15. canape says:

    Thanks for explaining this in writing. Someone asked me this question yesterday and I fumbled around much like when I would try and explain your doctoral project to people.

    There are these space specks and a giant net thing . . .

  16. practiceliving says:

    Wow, that’s really interesting, thank you for explaining. Amazing the amount of change in those 5-year survival percentages.

  17. maggie says:

    I’d wondered and not asked; thank you for the explanation.

  18. ohamanda says:

    I honestly hadn’t even thought about that. What good info. You’re one of the survivors! Always praying!

  19. Colleen says:

    Again… thank you so much for sharing your story and your knowledge. The more we learn… the better we are.

  20. LawyerMama says:

    Thank you so much for explaining this. I was talking to someone a few days ago about your site and your diagnosis and we were both wondering why you needed to have chemo first. Question answered.

  21. Gawgi says:

    S – thanks so much for your explanation. I have been dealing with wondering why it took so long for my daughter-in-law’s doctor to get to chemo. I guess some doctors are not attuned to this new way of thinking.

  22. Emily says:

    Wow! Now them’s some improved odds…

  23. Arkie Mama says:

    The information you’re providing is invaluable.

    I knew none of this.

  24. Thank you, Whymommy… I had actually been wondering about this all along. One would think that actually removing as much of the cancer as possible would be the first step, but you have explained the reasons why this is NOT the case with IBC, and so well! We are all learning so much from you.

    You and your family are always in my thoughts and prayers. xo CGF

  25. GTech Doc says:

    Just some more facts about cancer to help drive home the importance of regular check-ups with your doctor:

    1 in 2 men and 1 in 3 women will develop cancer in their lifetime.

    100% of men and 99% of women will survive greater than 5 years with early detection.

    33% of men and 26% of women will survive greater than 5 years with late detection.

  26. Linda Sue says:

    Initial use of chemo is becoming more the choice in a few other cancers also – kill those suckers, then cut them out and burn them with radiation – strange how willing I am to go to extremes to kill cancer cells and hate to have to spray for bugs – all life is NOT equal and yours is very precious.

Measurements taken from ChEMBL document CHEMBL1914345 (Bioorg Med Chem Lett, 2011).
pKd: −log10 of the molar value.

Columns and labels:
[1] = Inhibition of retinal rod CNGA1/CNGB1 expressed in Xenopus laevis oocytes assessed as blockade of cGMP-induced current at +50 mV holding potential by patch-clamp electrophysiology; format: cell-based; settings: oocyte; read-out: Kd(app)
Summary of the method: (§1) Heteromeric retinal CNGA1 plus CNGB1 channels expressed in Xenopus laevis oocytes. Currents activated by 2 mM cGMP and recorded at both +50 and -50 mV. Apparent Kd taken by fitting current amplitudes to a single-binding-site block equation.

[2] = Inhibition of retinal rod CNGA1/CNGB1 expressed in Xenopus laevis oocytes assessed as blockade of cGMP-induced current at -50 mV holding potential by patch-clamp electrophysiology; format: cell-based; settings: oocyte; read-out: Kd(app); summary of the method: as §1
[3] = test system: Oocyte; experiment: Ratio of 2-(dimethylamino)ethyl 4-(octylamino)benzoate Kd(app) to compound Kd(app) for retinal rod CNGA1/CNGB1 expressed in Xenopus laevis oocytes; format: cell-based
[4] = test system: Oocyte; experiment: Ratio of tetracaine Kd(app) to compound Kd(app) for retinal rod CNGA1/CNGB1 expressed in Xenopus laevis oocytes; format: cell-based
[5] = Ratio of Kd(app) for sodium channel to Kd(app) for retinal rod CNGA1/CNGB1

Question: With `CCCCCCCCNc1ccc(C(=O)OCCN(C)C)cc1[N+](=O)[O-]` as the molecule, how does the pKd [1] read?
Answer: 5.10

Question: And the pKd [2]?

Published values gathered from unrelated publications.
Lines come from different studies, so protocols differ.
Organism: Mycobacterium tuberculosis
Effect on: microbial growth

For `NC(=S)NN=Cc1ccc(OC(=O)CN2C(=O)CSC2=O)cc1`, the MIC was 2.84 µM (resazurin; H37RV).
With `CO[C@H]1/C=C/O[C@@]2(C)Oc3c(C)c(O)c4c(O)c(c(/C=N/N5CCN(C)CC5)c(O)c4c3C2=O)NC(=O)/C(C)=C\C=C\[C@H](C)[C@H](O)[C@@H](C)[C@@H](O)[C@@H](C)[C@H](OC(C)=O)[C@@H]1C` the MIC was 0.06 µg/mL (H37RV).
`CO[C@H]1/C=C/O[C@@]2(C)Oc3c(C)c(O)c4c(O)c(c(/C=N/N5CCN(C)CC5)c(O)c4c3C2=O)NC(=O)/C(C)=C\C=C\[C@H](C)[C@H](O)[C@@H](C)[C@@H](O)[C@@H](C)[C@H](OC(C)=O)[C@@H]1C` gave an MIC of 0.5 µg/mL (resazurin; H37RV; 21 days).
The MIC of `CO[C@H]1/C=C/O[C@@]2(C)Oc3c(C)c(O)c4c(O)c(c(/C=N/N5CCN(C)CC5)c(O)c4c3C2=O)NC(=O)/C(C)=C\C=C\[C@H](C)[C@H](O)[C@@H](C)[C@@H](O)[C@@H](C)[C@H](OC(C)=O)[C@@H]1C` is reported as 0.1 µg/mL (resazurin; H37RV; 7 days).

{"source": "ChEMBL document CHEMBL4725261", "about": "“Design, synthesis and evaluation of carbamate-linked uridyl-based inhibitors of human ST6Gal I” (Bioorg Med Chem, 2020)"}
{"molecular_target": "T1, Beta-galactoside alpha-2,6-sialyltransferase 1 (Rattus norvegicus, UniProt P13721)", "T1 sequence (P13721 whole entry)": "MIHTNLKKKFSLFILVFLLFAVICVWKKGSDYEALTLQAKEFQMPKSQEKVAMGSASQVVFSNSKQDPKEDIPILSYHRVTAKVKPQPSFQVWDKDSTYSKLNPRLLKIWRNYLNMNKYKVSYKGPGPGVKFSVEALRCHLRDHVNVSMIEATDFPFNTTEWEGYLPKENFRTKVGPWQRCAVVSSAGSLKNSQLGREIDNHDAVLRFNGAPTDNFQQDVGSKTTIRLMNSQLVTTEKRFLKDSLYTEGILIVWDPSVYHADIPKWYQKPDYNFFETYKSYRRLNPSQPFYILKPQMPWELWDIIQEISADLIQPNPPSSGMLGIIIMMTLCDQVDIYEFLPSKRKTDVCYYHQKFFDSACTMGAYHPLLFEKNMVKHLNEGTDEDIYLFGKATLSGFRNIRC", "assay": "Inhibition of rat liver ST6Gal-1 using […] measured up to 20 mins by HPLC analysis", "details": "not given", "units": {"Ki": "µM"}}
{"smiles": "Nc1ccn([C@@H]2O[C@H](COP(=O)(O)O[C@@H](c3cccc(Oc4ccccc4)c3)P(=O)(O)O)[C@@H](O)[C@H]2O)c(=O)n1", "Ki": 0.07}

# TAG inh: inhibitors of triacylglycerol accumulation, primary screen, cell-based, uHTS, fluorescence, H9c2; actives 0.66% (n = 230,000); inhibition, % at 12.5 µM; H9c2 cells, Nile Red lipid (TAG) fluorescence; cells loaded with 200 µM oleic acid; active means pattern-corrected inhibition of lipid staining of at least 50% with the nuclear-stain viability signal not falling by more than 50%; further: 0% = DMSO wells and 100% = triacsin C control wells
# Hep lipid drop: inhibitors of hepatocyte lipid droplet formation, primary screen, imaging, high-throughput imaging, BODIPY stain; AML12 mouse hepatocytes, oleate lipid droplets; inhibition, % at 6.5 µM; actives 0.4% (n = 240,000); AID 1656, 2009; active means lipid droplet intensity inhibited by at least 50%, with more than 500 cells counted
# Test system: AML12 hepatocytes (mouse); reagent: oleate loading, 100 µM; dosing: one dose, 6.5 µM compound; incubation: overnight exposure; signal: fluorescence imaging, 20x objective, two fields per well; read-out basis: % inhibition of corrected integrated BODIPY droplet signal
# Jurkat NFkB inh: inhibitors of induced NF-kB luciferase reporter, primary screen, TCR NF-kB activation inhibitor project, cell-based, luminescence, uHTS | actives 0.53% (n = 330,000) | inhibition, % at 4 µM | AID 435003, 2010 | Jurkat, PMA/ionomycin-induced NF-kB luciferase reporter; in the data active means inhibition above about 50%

27. Kimberly says:

    Hi there. I was sent to your blog by another one, you know how it goes. Anyway, I suddenly realized you are in the D.C. metro area. As am I. I also know you have many friends and supporters in the bloggy world and here, and you don’t know me from Eve, but is there anything I can do for you in real life? My one-year old keeps me busy, but I am a SAHM and can do stuff if you need it! Email me if I can help! Thanks for your posts.

  28. whymommy says:

    Okay, GTDoc, now it’s my turn to say

    I didn’t know that!

    What amazing odds there are if the cancer is detected early. So very important.

    So, ladies, have you done your Breast Self Exam this month? It’s the one we know how to do, and we know we should do! Go to the Susan G. Komen site if you need a refresher on how it’s done.

  29. whymommy says:

    Kimberly,

    Thank you for your very kind offer. I think we have everything we need. But it is so sweet to hear from you and to hear your comment. It gets lonely around here, in real life.

  30. motherofbun says:

    This was a wonderful and informative post. I love you for talking about this… You’re helping us to understand what this journey is like for you and other cancer patients.

  31. […] Comments motherofbun on What about a masectomy?whymommy on What about a masectomy?whymommy on What about a masectomy?Tara-Lynn on […]

  32. Kirstin says:

    I finally got around to posting on our blog about IBC. Keep on fighting and thank you for enlightening us all.

    Thinking of you…hope you enjoyed your pink bag of goodies today.

  33. […] that, come January, I will never have to wear a bra again if I don’t want to.  That I won’t have […]

  34. […] Considering I couldn’t even SPELL mastectomy the last time we talked about it, I’ve gotten a lot more comfortable with the idea.  A good […]

%d bloggers like this: